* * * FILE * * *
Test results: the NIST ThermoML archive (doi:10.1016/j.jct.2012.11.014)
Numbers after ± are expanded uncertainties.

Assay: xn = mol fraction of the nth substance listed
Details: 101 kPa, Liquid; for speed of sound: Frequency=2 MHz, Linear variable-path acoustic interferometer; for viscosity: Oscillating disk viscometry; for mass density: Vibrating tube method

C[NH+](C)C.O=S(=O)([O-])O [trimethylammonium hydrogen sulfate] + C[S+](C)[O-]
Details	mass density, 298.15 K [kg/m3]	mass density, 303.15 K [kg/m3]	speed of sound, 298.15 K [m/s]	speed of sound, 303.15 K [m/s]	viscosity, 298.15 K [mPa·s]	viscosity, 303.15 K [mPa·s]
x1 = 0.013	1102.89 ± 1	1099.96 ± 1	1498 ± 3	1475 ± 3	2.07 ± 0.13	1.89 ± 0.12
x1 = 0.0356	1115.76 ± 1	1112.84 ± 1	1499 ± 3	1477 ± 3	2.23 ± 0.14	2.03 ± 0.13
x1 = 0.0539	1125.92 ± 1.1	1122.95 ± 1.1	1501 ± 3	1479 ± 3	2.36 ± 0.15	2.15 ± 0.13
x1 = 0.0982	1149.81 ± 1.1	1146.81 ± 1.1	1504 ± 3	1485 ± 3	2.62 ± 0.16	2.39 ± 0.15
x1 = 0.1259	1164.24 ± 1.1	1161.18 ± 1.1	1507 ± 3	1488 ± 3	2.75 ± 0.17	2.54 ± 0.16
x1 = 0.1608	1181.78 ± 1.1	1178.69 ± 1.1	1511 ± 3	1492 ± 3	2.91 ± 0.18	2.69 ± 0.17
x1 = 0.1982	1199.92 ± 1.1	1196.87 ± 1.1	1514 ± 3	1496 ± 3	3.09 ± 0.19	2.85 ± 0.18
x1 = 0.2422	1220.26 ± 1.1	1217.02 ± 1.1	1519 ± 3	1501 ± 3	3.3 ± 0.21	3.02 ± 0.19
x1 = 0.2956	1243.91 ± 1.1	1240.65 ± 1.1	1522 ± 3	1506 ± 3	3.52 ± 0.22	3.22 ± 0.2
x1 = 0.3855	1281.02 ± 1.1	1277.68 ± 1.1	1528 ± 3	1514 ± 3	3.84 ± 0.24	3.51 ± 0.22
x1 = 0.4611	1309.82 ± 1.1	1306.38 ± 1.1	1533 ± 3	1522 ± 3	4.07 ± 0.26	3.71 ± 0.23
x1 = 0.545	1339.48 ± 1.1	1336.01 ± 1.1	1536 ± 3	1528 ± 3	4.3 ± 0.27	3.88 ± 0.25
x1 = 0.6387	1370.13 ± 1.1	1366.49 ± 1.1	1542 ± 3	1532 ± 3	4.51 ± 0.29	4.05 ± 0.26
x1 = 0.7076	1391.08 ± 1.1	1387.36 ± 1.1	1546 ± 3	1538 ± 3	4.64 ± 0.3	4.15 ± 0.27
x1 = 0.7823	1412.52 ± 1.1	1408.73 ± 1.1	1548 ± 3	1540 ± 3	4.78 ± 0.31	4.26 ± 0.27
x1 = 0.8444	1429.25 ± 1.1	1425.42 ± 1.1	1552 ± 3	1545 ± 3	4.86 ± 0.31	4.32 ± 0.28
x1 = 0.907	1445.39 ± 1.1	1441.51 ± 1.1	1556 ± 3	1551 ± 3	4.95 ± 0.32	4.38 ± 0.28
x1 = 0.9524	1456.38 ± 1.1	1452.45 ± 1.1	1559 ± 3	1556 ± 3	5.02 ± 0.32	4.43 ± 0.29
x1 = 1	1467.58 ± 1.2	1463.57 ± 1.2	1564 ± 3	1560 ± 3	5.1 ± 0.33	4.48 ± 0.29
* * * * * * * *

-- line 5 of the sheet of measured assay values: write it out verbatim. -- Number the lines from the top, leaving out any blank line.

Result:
C[NH+](C)C.O=S(=O)([O-])O [trimethylammonium hydrogen sulfate] + C[S+](C)[O-]